The film begins and leaves its spectators in the dark. Just a soft, male voice, which sounds like that of a fairy-tale-teller, who promises consolation and security to children who face uncanny sleep, uncanny darkness. The voice fascinates, pulls us into the film, and dictates its rhythm. But it doesn’t tell us soothing bedtime-stories: like Sheherazade, Mike Hoolboom seems to want to save himself and us from a history and a presence, from the future of an impending death sentence. He talks about a flight, and that the past seems far too torturing in the presence of a history of flight, but then again, “Why do they call airport buildings terminals?”
“You have been here all along…” The film begins and ends at the same time, as if it never existed. The title repeats the gesture when it —unrepresentable typographically—prints two thick crossed bars over the letters, as if the naming of the goal of the flight would be ‘too much.’ From the beginning, Mexico denies the images Hoolboom and Sanguedolce brought from their journey to this ‘no-image-land’: those of the young car-washers, the poor villages and booming towns, the vast cemeteries. The filmmakers have been to Mexico, but they pretend not to have seen anything. They feel like King Midas, because everything they touch (film) becomes Toronto, their home town. Like Midas, the conquistadors came to South/Middle America in search of gold, their story is documented by the Museum of Invasions, which Mexico tells us about at the beginning. Today, Mexico is still marked by the greed of the north—by its accumulated treasures that even poor artists will profit from. This is what the filmmakers realized, and they subject their very own gesture of wealth and domination to relentless criticism.
But it is not gold, they’ve been looking for in Mexico. Not possessions and treasures, but loss, lack and forgetfulness which have brought them to a presumed no-man’s-land. And thus Mexico for them—every man his projection—becomes an uncanny landscape with a ghostlike topography, Mexico the seductive protocol of a repression. Nonetheless, the monster of the past seems omnipresent, the memory of media-cyberspace a totality: Grasshoppers, over-dimensional cats, or cockroaches—which Hollywood bred in repulsion of the reality of the cold war—crowd Mexican TV screens; in its museums, dinosaurs awake to life out of piles of bones; relics remain, out of which the present creates a monstrous, imaginary past; living fish swim in the blue water of the aquariums—one fails to imagine it in the living waters of the Mexican gulf. It is as if the imagination of life is bound to fail due to the mummifications of the past.
Yet in one sequence of Hoolboom/Sanguedolce’s film, life and the fascination of its reproduction becomes an image, because the filmmakers record the work of death. This sequence stands nearly at the end of the film, yet with a duration of nearly five minutes, my interpretation of it as a key-sequence may be pardoned. And as if the filmmakers hadn’t trusted their voyeurism, they provide these images with a mask, a binocular matte. Thus, with a guarded gaze, they show us a bullfight, during which the torero is nearly killed by the animal, a horse too barely escapes the same fate. But it is the suffering of the doomed creature that seems to have fascinated the filmmakers: Yet another spear is rammed into its back, to enforce the fateful aggression, the coup de grace is the demonstration of pure dilettantism: hereabouts, the scene would bring any animal protection activist to the barricades, hadn’t the fiesta been banned already.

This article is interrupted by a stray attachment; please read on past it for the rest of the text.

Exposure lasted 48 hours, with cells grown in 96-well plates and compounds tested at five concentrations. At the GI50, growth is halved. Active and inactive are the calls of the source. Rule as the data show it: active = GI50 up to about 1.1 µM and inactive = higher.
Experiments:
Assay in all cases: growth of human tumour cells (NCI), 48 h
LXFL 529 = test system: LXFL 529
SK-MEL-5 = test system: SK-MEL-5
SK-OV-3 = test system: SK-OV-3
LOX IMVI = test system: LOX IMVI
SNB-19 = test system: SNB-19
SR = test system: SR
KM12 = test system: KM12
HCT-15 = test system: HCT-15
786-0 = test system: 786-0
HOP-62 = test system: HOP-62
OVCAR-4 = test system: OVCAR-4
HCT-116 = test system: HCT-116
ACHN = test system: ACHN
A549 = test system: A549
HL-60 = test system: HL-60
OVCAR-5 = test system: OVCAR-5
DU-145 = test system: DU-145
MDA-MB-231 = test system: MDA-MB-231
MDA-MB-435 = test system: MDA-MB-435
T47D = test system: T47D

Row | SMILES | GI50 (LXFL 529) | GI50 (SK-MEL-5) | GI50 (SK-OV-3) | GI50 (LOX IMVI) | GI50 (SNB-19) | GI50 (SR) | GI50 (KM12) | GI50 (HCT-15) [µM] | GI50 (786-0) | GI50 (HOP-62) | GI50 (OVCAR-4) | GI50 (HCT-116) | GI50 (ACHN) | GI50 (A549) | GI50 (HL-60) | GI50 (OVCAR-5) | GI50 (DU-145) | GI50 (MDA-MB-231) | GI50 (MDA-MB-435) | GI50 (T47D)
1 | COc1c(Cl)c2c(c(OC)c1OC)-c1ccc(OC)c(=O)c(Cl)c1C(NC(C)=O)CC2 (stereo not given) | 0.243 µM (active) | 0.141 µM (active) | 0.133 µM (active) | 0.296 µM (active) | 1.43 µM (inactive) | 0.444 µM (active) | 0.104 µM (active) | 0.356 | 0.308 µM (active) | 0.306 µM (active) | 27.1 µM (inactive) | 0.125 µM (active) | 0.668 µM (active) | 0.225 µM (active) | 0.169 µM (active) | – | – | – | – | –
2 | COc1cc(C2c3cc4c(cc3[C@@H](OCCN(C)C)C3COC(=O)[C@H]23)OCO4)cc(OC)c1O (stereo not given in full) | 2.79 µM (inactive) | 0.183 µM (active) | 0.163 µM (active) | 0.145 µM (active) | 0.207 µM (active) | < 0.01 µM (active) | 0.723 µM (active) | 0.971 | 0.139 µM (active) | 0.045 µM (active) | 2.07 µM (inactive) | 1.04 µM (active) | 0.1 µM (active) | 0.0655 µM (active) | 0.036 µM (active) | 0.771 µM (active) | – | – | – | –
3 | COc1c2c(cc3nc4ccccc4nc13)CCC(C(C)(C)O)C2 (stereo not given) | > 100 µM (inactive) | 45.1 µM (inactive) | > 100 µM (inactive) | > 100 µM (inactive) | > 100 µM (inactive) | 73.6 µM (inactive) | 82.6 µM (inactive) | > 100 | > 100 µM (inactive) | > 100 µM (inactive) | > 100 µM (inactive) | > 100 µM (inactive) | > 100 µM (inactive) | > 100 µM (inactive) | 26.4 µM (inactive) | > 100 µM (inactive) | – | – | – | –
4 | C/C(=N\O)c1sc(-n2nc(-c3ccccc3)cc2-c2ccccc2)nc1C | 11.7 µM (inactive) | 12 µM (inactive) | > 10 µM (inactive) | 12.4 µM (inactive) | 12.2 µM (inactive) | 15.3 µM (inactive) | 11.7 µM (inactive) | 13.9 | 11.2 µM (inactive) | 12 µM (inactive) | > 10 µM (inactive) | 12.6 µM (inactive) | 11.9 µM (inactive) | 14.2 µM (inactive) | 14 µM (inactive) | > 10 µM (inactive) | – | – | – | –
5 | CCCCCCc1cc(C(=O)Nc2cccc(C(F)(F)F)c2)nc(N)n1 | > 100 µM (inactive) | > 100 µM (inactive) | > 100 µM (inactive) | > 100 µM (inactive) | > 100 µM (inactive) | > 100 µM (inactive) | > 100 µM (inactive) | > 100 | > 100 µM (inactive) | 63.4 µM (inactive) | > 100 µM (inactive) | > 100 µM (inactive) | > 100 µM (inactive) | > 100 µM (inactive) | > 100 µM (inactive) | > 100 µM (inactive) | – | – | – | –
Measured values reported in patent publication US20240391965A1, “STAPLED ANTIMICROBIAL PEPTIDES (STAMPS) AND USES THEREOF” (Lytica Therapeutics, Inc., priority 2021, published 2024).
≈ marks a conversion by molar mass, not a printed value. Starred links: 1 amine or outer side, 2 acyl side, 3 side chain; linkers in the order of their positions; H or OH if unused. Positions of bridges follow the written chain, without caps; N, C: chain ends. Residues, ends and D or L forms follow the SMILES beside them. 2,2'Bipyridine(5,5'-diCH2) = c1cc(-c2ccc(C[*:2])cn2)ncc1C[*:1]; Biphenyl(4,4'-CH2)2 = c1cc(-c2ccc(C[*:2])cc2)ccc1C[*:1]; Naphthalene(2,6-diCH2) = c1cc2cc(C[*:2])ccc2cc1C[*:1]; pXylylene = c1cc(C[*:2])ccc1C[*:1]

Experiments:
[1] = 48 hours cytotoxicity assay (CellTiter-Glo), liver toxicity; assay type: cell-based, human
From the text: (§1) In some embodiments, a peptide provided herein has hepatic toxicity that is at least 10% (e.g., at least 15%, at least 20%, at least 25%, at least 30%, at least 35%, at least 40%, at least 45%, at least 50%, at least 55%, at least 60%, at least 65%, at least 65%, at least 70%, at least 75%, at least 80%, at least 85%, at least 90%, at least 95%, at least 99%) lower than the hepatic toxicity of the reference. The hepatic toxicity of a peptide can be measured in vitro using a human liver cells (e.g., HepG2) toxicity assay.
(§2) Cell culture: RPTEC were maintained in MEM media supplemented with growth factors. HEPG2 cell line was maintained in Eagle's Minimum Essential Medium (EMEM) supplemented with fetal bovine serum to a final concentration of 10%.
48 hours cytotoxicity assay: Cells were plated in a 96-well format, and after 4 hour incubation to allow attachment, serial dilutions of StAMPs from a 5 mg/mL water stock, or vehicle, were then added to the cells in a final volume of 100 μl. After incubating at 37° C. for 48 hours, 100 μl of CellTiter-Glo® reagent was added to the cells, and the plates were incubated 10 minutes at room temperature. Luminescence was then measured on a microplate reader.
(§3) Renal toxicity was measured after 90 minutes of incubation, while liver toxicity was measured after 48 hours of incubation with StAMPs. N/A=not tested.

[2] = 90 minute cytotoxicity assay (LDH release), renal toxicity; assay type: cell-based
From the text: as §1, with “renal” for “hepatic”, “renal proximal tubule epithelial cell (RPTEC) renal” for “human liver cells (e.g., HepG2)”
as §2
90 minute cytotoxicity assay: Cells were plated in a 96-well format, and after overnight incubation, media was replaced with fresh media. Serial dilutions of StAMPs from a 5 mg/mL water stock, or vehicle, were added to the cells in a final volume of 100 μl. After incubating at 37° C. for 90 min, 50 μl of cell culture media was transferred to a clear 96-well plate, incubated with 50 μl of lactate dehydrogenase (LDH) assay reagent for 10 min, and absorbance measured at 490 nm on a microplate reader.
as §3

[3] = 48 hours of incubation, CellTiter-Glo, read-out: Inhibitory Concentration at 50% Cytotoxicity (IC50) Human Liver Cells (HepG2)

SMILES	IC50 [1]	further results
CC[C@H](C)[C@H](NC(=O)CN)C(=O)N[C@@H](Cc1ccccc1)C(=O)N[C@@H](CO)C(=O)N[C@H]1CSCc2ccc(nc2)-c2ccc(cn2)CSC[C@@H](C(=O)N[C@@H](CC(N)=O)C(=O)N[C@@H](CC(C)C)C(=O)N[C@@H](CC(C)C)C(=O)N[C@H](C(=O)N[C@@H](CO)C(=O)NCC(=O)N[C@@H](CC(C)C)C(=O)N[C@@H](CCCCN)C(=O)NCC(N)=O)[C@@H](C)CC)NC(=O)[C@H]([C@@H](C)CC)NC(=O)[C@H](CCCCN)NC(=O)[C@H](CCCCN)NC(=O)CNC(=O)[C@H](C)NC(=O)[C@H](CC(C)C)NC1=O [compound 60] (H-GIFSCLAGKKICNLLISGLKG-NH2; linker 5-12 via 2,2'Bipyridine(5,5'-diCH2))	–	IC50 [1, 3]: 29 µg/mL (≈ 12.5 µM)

The work of death seems a disgusting butchery, the death of a living being endless. Again and again, the Toro assembles his last forces, gets on his legs, until finally not the torero but a helping hand applies the deadly stroke, and the cleaning team can take over. Here is more at stake than the illustration of Cocteau’s definition of cinema: “to watch death at work,” and even Hoolboom’s voice has been silenced by the slaughter on-screen. Even though the sequence doesn’t run synchronously, but has been edited rhythmically, for the first time there’s no voice-over, no music in the film. Here, the tension of the images seems to be strong enough, so strong, that the filmmakers feel the urge to distance not only themselves, but the spectator too. This is, gently put, too bad. The film is, definitely, no classical documentary of a journey, but the critical attempt to—by the means of language and the negation of image—flee touristic exoticism, but also to avoid one’s own affects. Yet the (“politically correct”) denial of such emotions deprives Mexico and its spectators of a reflexive power. Rather, like a mask, the distanciation maneuvers itself in front of our perception and inhibits what might have been exhibited: the intertwining of individual and cinematic projection. Instead of admitting the lure into scopophilia for the filmmakers and delivering it to the spectators as well, the film disavows the lure by the distanciation. The fiesta-sequence is the epiphany of Mexico: it denies the repressing force it might take to kill life, to mummify the present and repress the past, in the end: to distance oneself from passion and empathy.
The film keeps its public off its neck. Piano passages, Christian chorales and electronic music guide the spectator/listener over images and black film like a requiem over a burial. Sheherazade’s voice helps us to forget suffering and pain that had been in our minds briefly. And Sheherazade saved herself, the impending death sentence has been revoked. Yet we, the spectators, leave the movie with another sentence: “Nothing improves memory more than trying to forget.”